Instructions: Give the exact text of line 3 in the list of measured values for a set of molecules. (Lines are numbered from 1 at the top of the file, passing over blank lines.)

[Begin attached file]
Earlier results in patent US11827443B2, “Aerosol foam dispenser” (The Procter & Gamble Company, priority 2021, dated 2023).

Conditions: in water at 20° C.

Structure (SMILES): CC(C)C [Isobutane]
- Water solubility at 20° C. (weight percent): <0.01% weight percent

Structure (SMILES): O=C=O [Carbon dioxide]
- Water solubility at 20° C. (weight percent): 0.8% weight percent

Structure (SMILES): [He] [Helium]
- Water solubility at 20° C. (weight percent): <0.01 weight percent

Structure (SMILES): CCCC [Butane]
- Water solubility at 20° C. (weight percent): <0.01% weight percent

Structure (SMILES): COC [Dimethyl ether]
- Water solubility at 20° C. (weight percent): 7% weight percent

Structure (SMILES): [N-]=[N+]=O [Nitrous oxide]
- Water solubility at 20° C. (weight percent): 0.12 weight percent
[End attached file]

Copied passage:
Structure (SMILES): CC(C)C [Isobutane]